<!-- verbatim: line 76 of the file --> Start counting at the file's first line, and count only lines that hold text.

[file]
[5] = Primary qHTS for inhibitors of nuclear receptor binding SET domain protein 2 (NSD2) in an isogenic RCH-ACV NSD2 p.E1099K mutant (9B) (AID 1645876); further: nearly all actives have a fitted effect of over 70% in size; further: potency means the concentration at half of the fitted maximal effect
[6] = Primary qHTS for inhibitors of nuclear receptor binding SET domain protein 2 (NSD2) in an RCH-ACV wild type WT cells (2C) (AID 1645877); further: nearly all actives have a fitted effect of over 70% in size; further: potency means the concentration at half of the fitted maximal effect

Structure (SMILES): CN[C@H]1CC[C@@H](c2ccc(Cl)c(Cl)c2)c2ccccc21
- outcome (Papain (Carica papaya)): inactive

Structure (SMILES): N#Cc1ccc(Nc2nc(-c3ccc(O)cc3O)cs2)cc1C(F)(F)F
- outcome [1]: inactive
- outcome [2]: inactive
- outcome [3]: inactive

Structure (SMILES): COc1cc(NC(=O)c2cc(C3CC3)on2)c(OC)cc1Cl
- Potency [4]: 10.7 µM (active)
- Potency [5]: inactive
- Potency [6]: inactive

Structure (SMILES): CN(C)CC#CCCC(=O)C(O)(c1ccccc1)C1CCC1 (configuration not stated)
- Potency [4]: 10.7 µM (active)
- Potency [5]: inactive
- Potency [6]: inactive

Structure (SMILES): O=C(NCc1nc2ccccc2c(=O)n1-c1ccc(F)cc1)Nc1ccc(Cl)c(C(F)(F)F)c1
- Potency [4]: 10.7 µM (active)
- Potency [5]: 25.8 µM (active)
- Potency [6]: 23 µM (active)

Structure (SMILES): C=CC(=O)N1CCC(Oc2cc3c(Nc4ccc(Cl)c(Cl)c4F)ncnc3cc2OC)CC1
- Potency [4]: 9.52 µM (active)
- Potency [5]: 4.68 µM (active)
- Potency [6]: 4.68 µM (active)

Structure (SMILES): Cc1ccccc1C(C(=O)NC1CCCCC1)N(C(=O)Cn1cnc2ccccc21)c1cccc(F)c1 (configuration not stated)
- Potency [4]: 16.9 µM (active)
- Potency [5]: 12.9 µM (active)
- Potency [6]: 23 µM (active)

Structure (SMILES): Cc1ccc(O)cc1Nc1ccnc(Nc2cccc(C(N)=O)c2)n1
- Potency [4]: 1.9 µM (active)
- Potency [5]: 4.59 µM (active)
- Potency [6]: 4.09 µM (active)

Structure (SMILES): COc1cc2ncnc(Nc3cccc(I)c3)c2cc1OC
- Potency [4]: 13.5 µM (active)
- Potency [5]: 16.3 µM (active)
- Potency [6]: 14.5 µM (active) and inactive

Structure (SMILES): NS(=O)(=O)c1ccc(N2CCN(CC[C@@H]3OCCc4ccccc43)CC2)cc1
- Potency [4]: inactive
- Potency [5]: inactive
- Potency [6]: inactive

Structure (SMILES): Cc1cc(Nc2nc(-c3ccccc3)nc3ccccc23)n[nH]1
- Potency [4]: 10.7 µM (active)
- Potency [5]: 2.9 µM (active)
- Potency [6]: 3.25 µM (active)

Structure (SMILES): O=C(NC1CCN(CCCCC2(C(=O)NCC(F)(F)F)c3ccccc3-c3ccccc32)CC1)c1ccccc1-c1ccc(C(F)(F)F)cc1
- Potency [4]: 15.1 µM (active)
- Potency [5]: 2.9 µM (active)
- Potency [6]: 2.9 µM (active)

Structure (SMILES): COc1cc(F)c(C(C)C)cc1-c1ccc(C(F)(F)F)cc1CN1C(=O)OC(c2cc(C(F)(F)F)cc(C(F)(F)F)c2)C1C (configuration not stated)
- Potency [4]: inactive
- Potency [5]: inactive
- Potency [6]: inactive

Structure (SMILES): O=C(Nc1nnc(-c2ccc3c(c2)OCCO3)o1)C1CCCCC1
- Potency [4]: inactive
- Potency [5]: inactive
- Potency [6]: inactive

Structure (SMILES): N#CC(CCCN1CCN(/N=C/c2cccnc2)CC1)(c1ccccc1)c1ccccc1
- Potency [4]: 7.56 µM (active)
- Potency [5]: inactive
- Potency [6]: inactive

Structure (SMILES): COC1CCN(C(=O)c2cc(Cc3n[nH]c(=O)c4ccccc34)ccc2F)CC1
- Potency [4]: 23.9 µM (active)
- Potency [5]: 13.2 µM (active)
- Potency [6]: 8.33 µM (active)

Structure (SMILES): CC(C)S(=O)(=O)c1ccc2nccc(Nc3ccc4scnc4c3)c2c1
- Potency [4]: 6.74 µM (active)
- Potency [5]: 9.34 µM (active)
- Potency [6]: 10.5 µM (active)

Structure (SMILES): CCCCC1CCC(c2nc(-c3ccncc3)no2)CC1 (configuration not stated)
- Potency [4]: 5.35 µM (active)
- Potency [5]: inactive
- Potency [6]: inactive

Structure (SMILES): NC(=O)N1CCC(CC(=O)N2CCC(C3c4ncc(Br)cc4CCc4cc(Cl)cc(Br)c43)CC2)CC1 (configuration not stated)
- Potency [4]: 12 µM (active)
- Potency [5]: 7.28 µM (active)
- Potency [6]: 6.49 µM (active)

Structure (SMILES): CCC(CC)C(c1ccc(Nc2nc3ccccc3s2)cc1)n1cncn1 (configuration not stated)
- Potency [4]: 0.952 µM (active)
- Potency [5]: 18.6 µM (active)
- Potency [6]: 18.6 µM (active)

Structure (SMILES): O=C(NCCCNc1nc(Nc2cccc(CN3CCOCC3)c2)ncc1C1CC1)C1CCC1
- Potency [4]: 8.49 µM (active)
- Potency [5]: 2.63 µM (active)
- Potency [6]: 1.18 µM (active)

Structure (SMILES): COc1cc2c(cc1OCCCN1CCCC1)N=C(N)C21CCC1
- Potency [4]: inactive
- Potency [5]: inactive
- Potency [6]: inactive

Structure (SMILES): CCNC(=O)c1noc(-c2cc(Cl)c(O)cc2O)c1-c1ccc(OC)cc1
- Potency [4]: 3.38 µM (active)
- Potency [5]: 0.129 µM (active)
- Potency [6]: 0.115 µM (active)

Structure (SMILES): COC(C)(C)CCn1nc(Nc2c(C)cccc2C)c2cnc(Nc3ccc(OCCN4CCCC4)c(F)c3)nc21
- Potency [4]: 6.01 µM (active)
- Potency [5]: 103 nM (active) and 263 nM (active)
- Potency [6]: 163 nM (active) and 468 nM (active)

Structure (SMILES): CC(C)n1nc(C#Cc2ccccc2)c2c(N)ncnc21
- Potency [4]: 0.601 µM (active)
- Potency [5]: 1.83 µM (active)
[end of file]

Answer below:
- Potency [6]: 6.49 µM (active)